STAAR results came out recently and just as was projected Stewart Elementary moved out of “Improvement Required” status for the 2018-2019 school year, achieving an overall "B" score and receiving a distinction from TEA for the high level of student growth. When ‘struggling’ schools achieve success it is important to pause and recognize the passion, dedication and hard work done by so many.
A strong foundation was built by our former principal, Dr. Traci Smith, and assistant principal, Kristy Suarez. We continued to work hard last year under the strong leadership of Ms. St. Clair, Ms. Castaneda and Ms. Galinzoga. Our team of Implementation Specialists worked tirelessly to support our teachers and students.
At Stewart, we have always believed in our students; we knew they would rise to our high expectations.
Recognition is also due to the teachers. We all poured our heart and soul into the success of our campus. There are also the parents, grandparents, tios, tias and the countless others who our students depend on. And most importantly, our students. At Stewart, we have always believed in our students; we knew they would rise to our high expectations.
This success is all the more remarkable considering the environment of uncertainty and negativity that surrounded our campus this last spring. From the moment that Superintendent Martinez announced the district’s plan to hand over operation of Stewart to Democracy Prep in January, Stewart teachers, community members and students had to hear over and over about our “failing school.” In article after article, op-ed after op-ed, the sentiment was clear; that the district was making the “right choice” by choosing to bring Democracy Prep in rather than close the school.
There it was in black and white, Democracy Prep or closure. Why? Because no one was willing to entertain the possibility, even for a second, that Stewart could make it out of IR.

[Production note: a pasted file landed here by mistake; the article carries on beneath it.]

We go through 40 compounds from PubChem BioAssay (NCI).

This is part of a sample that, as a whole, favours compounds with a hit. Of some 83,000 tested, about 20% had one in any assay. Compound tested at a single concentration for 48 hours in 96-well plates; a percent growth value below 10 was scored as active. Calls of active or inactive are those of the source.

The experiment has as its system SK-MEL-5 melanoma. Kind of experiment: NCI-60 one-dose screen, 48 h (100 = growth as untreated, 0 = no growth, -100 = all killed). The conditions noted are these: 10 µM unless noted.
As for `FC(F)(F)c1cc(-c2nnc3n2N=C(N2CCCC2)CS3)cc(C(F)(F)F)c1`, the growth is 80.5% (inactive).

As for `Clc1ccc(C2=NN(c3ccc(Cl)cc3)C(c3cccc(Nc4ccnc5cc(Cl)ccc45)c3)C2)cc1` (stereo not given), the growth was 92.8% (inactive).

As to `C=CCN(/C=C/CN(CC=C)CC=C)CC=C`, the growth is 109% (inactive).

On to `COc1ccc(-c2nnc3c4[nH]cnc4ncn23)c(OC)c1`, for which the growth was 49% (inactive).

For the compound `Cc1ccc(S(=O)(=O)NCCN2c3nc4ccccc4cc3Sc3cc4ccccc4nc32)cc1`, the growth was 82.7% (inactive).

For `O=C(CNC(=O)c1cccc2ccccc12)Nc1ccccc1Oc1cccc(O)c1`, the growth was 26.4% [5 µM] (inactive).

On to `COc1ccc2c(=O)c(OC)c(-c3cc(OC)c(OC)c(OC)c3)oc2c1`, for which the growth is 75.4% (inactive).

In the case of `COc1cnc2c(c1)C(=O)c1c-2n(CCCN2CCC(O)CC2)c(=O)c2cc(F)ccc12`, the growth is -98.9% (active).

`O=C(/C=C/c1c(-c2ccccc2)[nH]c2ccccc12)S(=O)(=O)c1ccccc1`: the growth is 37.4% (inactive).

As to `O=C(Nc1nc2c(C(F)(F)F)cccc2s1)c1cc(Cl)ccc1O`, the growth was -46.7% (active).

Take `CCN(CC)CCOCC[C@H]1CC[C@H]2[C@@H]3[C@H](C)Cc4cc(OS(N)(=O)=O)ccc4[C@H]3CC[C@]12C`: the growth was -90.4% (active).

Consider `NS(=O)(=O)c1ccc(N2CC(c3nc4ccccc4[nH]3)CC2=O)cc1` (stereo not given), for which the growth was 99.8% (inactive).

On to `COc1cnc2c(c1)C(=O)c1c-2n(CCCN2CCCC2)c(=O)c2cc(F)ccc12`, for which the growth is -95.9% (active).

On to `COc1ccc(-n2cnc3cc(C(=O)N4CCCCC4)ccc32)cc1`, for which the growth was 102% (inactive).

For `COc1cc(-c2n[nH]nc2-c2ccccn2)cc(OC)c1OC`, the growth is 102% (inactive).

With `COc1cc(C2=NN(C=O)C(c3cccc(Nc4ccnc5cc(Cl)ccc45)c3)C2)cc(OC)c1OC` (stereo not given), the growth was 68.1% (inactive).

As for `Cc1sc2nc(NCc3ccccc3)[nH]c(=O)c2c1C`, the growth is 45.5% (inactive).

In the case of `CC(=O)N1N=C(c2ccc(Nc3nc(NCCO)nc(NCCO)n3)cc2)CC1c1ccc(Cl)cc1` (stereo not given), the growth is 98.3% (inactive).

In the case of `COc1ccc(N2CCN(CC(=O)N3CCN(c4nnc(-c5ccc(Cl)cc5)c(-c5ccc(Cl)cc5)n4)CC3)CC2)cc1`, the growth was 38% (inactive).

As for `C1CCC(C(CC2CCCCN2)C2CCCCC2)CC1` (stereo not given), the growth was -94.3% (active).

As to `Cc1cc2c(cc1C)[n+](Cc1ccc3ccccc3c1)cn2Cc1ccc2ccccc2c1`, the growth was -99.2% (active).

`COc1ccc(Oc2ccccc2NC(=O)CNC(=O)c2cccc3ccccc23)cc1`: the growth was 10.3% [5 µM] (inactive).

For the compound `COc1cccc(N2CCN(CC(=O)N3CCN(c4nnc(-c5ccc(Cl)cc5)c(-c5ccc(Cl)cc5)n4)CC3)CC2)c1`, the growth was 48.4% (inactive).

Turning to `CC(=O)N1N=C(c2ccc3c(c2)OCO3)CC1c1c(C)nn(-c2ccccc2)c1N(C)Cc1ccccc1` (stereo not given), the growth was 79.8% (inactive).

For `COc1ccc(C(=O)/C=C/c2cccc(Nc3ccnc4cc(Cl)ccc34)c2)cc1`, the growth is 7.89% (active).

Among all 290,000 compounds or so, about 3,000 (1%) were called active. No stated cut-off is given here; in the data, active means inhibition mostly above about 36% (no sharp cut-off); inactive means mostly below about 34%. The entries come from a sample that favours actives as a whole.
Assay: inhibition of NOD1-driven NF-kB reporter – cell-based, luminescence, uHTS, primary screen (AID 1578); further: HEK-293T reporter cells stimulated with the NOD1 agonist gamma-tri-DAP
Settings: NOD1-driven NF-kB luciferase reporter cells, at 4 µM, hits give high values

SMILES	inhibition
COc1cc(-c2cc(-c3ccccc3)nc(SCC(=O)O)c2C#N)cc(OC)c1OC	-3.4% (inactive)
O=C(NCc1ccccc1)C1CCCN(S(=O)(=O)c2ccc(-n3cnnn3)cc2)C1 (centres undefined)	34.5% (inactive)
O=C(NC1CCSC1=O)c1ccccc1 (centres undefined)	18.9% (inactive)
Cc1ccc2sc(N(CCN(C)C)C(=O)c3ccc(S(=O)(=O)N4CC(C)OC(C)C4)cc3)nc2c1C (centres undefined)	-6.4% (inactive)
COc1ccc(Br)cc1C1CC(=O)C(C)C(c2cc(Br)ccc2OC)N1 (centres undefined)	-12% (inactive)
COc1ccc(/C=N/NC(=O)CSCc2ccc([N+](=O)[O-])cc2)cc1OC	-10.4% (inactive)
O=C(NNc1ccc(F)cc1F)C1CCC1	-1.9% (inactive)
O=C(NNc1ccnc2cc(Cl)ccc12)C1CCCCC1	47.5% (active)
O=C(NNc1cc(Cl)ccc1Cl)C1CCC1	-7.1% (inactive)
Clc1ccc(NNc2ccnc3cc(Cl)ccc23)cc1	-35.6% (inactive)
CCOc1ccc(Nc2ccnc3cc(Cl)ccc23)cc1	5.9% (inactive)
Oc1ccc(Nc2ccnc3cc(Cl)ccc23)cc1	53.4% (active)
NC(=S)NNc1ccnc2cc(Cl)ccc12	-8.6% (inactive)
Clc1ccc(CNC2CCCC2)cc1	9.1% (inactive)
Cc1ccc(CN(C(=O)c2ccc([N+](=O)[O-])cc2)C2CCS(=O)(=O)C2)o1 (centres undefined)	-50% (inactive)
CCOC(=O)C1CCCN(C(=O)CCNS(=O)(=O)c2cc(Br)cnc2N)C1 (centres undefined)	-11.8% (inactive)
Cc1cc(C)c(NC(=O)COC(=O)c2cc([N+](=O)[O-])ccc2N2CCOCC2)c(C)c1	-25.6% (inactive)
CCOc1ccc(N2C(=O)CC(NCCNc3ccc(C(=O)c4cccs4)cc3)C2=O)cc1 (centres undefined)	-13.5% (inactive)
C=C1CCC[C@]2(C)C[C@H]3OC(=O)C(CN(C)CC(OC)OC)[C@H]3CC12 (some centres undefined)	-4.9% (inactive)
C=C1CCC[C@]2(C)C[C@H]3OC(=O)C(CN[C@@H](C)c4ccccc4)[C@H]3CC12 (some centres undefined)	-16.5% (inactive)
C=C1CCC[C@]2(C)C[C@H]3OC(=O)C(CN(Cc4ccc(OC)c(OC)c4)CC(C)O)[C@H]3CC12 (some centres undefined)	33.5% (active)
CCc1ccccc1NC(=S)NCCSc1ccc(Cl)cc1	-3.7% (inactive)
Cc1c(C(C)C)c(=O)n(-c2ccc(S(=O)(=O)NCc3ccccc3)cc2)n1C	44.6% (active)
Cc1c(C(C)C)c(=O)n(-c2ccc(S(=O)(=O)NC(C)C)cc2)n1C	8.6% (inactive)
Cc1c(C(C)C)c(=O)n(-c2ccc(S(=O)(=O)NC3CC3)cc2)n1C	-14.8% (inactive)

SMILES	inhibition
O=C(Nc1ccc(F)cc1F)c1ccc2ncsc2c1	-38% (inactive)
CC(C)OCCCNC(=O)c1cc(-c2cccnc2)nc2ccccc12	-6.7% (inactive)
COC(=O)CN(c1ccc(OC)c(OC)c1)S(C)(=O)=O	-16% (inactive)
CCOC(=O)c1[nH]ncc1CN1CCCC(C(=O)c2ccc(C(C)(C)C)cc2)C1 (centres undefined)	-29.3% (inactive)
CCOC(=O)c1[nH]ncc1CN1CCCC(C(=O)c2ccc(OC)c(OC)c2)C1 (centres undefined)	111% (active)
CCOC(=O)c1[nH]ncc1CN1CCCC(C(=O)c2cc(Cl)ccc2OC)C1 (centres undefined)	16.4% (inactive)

Here, our own Superintendent, our own Board, were betting against us. On March 19, the Board approved the Stewart-Democracy Prep contract, which was effectively a vote of ‘no confidence’ - no confidence in our teachers, no confidence in our students, no confidence in the Stewart community. Yet despite this lack of confidence, we did it.
This administration tried to bury the Stewart community, through their lack of transparency, their lack of compassion, and ultimately, their lack of faith.
For all of the other teachers, students and community members who may find themselves in similar circumstances in the future; my advice is to believe in yourselves, believe in your students, believe in your community. Believe - even if your own superintendent and school board do not.
I am reminded of a saying: “They tried to bury us. They didn’t know we were seeds.” This administration tried to bury the Stewart community, through their lack of transparency, their lack of compassion, and ultimately, their lack of faith. Despite this the Stewart seed took root and has grown.
Last year we saw our first blossoms.